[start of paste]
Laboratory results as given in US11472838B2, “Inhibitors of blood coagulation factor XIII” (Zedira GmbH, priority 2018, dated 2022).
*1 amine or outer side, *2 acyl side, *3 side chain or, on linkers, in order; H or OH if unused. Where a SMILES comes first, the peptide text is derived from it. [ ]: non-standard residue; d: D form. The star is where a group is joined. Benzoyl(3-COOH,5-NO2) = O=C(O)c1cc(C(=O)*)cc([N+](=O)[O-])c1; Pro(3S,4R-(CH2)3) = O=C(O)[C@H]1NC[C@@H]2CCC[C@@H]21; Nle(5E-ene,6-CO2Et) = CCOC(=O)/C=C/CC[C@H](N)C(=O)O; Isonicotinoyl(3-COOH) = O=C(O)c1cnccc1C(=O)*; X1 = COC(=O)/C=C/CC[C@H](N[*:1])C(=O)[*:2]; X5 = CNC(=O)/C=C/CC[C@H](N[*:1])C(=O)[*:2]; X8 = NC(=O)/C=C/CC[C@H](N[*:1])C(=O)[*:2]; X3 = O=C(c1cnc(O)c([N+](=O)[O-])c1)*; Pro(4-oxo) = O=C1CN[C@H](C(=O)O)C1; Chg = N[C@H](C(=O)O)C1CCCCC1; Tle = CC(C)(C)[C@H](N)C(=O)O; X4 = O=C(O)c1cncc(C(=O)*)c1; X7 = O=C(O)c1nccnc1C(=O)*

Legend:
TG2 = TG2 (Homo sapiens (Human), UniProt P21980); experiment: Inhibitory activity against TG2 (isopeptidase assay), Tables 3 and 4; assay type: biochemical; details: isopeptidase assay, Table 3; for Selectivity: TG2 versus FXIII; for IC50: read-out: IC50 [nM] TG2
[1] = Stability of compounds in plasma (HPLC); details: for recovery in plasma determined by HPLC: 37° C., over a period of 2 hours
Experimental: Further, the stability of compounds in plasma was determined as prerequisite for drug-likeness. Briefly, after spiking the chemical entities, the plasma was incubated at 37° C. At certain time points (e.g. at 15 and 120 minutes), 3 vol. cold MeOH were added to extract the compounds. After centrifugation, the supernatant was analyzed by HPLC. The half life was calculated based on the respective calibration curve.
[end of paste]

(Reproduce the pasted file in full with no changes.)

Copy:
Laboratory results as given in US11472838B2, “Inhibitors of blood coagulation factor XIII” (Zedira GmbH, priority 2018, dated 2022).
*1 amine or outer side, *2 acyl side, *3 side chain or, on linkers, in order; H or OH if unused. Where a SMILES comes first, the peptide text is derived from it. [ ]: non-standard residue; d: D form. The star is where a group is joined. Benzoyl(3-COOH,5-NO2) = O=C(O)c1cc(C(=O)*)cc([N+](=O)[O-])c1; Pro(3S,4R-(CH2)3) = O=C(O)[C@H]1NC[C@@H]2CCC[C@@H]21; Nle(5E-ene,6-CO2Et) = CCOC(=O)/C=C/CC[C@H](N)C(=O)O; Isonicotinoyl(3-COOH) = O=C(O)c1cnccc1C(=O)*; X1 = COC(=O)/C=C/CC[C@H](N[*:1])C(=O)[*:2]; X5 = CNC(=O)/C=C/CC[C@H](N[*:1])C(=O)[*:2]; X8 = NC(=O)/C=C/CC[C@H](N[*:1])C(=O)[*:2]; X3 = O=C(c1cnc(O)c([N+](=O)[O-])c1)*; Pro(4-oxo) = O=C1CN[C@H](C(=O)O)C1; Chg = N[C@H](C(=O)O)C1CCCCC1; Tle = CC(C)(C)[C@H](N)C(=O)O; X4 = O=C(O)c1cncc(C(=O)*)c1; X7 = O=C(O)c1nccnc1C(=O)*

Legend:
TG2 = TG2 (Homo sapiens (Human), UniProt P21980); experiment: Inhibitory activity against TG2 (isopeptidase assay), Tables 3 and 4; assay type: biochemical; details: isopeptidase assay, Table 3; for Selectivity: TG2 versus FXIII; for IC50: read-out: IC50 [nM] TG2
[1] = Stability of compounds in plasma (HPLC); details: for recovery in plasma determined by HPLC: 37° C., over a period of 2 hours
Experimental: Further, the stability of compounds in plasma was determined as prerequisite for drug-likeness. Briefly, after spiking the chemical entities, the plasma was incubated at 37° C. At certain time points (e.g. at 15 and 120 minutes), 3 vol. cold MeOH were added to extract the compounds. After centrifugation, the supernatant was analyzed by HPLC. The half life was calculated based on the respective calibration curve.